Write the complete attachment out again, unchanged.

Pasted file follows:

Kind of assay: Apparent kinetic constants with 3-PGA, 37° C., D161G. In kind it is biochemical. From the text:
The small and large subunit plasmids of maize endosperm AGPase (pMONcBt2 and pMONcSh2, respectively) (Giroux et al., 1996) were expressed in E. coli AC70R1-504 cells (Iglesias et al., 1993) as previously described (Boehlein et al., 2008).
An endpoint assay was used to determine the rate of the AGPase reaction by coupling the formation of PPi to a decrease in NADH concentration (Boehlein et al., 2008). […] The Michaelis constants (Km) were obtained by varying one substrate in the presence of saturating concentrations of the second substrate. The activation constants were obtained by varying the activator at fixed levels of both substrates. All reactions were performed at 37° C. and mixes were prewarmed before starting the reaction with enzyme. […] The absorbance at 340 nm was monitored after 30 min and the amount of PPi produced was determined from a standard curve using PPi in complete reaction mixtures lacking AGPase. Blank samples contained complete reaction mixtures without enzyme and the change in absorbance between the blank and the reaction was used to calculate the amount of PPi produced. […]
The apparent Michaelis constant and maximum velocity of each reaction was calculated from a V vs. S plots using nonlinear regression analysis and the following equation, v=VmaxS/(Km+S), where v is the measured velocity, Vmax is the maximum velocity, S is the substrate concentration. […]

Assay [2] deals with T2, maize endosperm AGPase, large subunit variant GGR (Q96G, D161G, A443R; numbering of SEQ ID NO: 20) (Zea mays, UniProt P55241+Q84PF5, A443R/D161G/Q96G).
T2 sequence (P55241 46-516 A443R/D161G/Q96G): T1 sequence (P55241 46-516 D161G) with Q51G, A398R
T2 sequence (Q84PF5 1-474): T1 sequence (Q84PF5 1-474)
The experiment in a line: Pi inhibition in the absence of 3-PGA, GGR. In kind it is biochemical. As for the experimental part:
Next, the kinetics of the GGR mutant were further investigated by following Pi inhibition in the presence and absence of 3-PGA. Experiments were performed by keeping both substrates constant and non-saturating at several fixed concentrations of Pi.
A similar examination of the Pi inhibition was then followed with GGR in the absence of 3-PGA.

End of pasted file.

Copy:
Kind of assay: Apparent kinetic constants with 3-PGA, 37° C., D161G. In kind it is biochemical. From the text:
The small and large subunit plasmids of maize endosperm AGPase (pMONcBt2 and pMONcSh2, respectively) (Giroux et al., 1996) were expressed in E. coli AC70R1-504 cells (Iglesias et al., 1993) as previously described (Boehlein et al., 2008).
An endpoint assay was used to determine the rate of the AGPase reaction by coupling the formation of PPi to a decrease in NADH concentration (Boehlein et al., 2008). […] The Michaelis constants (Km) were obtained by varying one substrate in the presence of saturating concentrations of the second substrate. The activation constants were obtained by varying the activator at fixed levels of both substrates. All reactions were performed at 37° C. and mixes were prewarmed before starting the reaction with enzyme. […] The absorbance at 340 nm was monitored after 30 min and the amount of PPi produced was determined from a standard curve using PPi in complete reaction mixtures lacking AGPase. Blank samples contained complete reaction mixtures without enzyme and the change in absorbance between the blank and the reaction was used to calculate the amount of PPi produced. […]
The apparent Michaelis constant and maximum velocity of each reaction was calculated from a V vs. S plots using nonlinear regression analysis and the following equation, v=VmaxS/(Km+S), where v is the measured velocity, Vmax is the maximum velocity, S is the substrate concentration. […]

Assay [2] deals with T2, maize endosperm AGPase, large subunit variant GGR (Q96G, D161G, A443R; numbering of SEQ ID NO: 20) (Zea mays, UniProt P55241+Q84PF5, A443R/D161G/Q96G).
T2 sequence (P55241 46-516 A443R/D161G/Q96G): T1 sequence (P55241 46-516 D161G) with Q51G, A398R
T2 sequence (Q84PF5 1-474): T1 sequence (Q84PF5 1-474)
The experiment in a line: Pi inhibition in the absence of 3-PGA, GGR. In kind it is biochemical. As for the experimental part:
Next, the kinetics of the GGR mutant were further investigated by following Pi inhibition in the presence and absence of 3-PGA. Experiments were performed by keeping both substrates constant and non-saturating at several fixed concentrations of Pi.
A similar examination of the Pi inhibition was then followed with GGR in the absence of 3-PGA.